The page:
Purdue University researchers have 3D-printed cement paste, a key ingredient of the concrete and mortar used to build various elements of infrastructure, that gets tougher under pressure like the shells of arthropods such as lobsters and beetles. The technique could eventually contribute to more resilient structures during natural disasters.
August 24, 2018
Luna Lu, Associate Professor of Civil Engineering, along with graduate student Aline Elquist and a team of several researchers from Indiana University, has won the 2018 Disease Diagnostics INventors Challenge with $30,000 in funding for a one-year project period.
June 28, 2018
Super-resilient materials found in the animal kingdom owe their strength and toughness to a design strategy that causes cracks to follow the twisting pattern of fibers, preventing catastrophic failure. Researchers in a recent series of papers have documented this behavior in precise detail and also are creating new composite materials modeled after the phenomenon. The work was performed by a team of researchers at Purdue University in collaboration with University of California, Riverside.
March 29, 2018
Current Civil Engineering PhD student Miguel A. Montoya was selected by the Association of Asphalt Paving Technologists (AAPT) to receive the 2018 AAPT scholarship. The scholarship is funded by the association with the purpose of increasing the number of scientists and engineers available for careers in the general area of asphalt binder and mixture technologies.
February 23, 2018
Purdue University researchers studying whether concrete is made stronger by infusing it with microscopic-sized nanocrystals from wood are moving from the laboratory to the real world with a bridge that will be built in California this spring. The researchers have been working with cellulose nanocrystals, byproducts generated by the paper, bioenergy, agriculture and pulp industries, to find the best mixture to strengthen concrete, the most common man-made material in the world.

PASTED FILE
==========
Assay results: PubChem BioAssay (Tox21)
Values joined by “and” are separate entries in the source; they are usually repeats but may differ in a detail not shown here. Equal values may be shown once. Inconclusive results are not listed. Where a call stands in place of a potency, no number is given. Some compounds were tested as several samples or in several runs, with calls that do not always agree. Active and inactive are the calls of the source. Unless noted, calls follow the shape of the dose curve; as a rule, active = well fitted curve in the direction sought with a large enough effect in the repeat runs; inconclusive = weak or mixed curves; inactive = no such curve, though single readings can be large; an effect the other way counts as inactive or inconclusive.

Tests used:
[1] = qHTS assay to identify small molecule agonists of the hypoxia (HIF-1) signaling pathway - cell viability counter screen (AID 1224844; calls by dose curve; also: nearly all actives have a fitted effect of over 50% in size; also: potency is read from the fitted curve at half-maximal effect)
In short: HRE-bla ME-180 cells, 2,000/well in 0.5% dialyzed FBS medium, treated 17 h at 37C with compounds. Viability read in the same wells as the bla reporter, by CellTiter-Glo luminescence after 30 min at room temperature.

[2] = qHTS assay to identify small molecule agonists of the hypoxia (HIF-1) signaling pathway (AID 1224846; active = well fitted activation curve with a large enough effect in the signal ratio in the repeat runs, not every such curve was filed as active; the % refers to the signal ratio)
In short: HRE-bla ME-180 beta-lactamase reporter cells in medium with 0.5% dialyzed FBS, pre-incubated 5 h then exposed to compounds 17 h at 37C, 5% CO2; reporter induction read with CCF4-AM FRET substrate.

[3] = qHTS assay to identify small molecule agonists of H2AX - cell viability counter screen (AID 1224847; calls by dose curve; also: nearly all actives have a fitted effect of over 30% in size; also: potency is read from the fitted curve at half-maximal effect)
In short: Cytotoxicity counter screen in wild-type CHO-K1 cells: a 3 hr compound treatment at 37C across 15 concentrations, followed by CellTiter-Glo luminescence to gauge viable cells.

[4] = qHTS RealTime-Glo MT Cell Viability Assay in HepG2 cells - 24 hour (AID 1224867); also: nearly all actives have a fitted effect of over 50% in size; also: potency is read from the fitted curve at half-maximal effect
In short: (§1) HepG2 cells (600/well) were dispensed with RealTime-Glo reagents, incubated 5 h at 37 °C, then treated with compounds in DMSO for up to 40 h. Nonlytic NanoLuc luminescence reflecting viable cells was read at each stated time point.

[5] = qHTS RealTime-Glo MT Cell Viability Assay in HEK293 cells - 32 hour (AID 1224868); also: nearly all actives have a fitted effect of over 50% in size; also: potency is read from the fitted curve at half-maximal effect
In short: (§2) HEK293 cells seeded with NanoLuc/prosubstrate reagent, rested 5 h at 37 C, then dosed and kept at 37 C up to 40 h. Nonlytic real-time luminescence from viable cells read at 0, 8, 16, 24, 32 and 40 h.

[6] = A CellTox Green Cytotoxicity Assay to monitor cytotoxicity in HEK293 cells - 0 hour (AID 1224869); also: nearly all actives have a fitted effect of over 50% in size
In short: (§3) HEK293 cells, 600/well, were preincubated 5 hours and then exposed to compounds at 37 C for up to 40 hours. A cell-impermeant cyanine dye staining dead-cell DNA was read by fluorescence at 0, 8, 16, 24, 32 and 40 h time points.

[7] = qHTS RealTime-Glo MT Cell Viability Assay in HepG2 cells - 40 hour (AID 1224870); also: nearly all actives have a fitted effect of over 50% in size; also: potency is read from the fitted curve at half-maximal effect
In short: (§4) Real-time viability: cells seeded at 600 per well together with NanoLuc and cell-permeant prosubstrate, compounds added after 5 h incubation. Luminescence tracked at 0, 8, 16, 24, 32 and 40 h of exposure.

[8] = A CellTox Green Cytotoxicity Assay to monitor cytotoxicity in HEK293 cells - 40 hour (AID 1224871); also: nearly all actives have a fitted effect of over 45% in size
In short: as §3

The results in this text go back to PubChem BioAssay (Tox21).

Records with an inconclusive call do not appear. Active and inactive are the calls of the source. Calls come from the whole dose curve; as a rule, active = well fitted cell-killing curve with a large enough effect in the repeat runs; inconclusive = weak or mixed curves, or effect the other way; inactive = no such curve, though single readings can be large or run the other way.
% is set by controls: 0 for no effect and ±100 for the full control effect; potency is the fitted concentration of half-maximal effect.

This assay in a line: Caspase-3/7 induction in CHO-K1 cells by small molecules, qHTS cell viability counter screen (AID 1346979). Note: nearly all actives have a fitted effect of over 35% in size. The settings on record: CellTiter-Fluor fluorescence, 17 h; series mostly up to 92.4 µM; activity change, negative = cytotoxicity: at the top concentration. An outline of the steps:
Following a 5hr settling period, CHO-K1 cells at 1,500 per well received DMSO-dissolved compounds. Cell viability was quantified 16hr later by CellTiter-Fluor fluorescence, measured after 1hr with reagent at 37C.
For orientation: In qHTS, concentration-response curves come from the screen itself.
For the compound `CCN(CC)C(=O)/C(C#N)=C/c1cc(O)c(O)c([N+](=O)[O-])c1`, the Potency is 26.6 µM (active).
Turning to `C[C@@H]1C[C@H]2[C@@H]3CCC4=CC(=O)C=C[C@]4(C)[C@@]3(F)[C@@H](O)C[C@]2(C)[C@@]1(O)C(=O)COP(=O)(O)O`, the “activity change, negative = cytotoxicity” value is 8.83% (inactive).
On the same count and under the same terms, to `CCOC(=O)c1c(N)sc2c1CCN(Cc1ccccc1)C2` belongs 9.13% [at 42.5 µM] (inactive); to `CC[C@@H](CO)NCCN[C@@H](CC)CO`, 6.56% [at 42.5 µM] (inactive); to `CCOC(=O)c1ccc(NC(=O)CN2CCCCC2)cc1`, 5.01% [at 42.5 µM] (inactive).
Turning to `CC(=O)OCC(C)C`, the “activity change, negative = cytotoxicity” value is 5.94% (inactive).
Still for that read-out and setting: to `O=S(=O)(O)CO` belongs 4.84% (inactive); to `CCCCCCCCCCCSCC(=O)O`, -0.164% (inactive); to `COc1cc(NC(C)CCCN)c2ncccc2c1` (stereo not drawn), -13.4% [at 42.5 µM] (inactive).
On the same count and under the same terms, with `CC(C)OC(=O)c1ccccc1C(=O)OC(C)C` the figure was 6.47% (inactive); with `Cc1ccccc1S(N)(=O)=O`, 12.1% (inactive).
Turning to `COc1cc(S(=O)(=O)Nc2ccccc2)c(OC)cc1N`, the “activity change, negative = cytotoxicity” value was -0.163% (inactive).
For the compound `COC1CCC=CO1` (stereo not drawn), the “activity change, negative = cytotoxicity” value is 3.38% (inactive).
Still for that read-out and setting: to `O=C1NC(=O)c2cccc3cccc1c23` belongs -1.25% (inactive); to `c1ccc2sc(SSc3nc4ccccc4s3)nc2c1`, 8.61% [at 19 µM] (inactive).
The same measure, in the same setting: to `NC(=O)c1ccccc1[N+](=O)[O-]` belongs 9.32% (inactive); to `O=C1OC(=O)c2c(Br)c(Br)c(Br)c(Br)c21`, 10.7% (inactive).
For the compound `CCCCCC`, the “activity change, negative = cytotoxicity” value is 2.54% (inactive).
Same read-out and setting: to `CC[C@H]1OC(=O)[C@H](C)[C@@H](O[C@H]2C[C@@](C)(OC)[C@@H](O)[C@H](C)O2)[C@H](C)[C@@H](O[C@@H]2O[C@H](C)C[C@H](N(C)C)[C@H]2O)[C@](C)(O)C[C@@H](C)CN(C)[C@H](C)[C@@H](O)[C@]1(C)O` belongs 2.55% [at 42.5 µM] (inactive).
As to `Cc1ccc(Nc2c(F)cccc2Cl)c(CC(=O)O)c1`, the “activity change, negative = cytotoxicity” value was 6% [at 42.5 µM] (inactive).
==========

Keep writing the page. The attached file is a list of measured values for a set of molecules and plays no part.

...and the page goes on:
February 19, 2018
Jan Olek, Professor of Civil Engineering and Director of the North Central Superpave Center (NCSC), will give the Della Roy Lecture at the 9th Advances in Cement Based Materials conference to be held June 11-12, 2018 in State College, PA.
February 8, 2018
Leila Sadeghi, recent PhD graduate and current postdoc research associate of the Lyles School of Civil Engineering, was named a winner in the Graduate category of the 2016-17 Long-Term Pavement Performance (LTPP) International Data Analysis Contest at the 97th Annual Meeting of the Transportation Research Board in Washington, D.C.
January 26, 2018
Motorists enjoying days of above-freezing temperatures after shivering through frigid single digits may encounter a jarring reality by spring. Incidents of freezing-thawing temperatures this winter may result in troublesome potholes as the season progresses. John Haddock, a civil engineering professor and director of Indiana Local Technical Assistance Program, said the drastic nature of temperature swings isn't as much of a factor as the temperatures themselves.
April 26, 2017
Warda Ashraf, a PhD Candidate working with Professor Jan Olek in the Lyles School of Civil Engineering, has been named as recipient of the 2017 Outstanding Graduate Student Research Award. This award by the Purdue College of Engineering recognizes an outstanding PhD candidate who has demonstrated excellence in research through peer-reviewed publications, awards for research, leadership, academic achievements and participation in professional societies.
November 28, 2016
New research has shown that honeycomb "cellular" materials made of a shape-memory polymer might be programmed for specific purposes, from shock-absorbing football helmets to biomedical implants.
October 24, 2016
Professor Pablo Zavattieri's research laboratory in the basement of Purdue's Hampton Hall of Civil Engineering looks like a toy shop or carpenter's workshop. Geometric models, connected with splices of metal measuring tape and aluminum tubing, are scattered about. Nearby is a handful of brightly colored, triangular models made of orange, yellow, pink and green bendy straws. There are several foot-long, accordion-shaped origami paper models connected with a nut and bolt at each end that, when fully spun on their ends, rotate and collapse into an inch-thick disk.